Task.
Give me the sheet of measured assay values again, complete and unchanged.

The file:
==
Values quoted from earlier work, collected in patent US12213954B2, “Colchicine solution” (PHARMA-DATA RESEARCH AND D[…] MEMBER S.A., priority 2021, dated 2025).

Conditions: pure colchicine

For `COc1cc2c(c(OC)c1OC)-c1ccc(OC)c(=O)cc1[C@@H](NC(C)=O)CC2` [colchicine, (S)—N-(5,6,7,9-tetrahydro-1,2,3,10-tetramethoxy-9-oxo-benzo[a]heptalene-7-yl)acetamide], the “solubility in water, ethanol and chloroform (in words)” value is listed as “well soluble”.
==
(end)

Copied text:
Values quoted from earlier work, collected in patent US12213954B2, “Colchicine solution” (PHARMA-DATA RESEARCH AND D[…] MEMBER S.A., priority 2021, dated 2025).

Conditions: pure colchicine

For `COc1cc2c(c(OC)c1OC)-c1ccc(OC)c(=O)cc1[C@@H](NC(C)=O)CC2` [colchicine, (S)—N-(5,6,7,9-tetrahydro-1,2,3,10-tetramethoxy-9-oxo-benzo[a]heptalene-7-yl)acetamide], the “solubility in water, ethanol and chloroform (in words)” value is listed as “well soluble”.